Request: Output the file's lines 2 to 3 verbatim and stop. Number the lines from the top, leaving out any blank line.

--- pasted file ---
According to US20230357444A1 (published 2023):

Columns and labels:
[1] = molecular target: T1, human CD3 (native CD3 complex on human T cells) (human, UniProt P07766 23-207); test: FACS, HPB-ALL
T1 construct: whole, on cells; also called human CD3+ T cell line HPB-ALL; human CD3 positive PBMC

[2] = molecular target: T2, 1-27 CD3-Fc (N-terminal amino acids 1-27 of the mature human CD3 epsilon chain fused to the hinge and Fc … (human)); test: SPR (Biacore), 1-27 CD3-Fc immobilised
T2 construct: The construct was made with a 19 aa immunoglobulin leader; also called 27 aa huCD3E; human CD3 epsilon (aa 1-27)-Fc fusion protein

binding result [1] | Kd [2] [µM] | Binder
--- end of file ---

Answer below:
Columns and labels:
[1] = molecular target: T1, human CD3 (native CD3 complex on human T cells) (human, UniProt P07766 23-207); test: FACS, HPB-ALL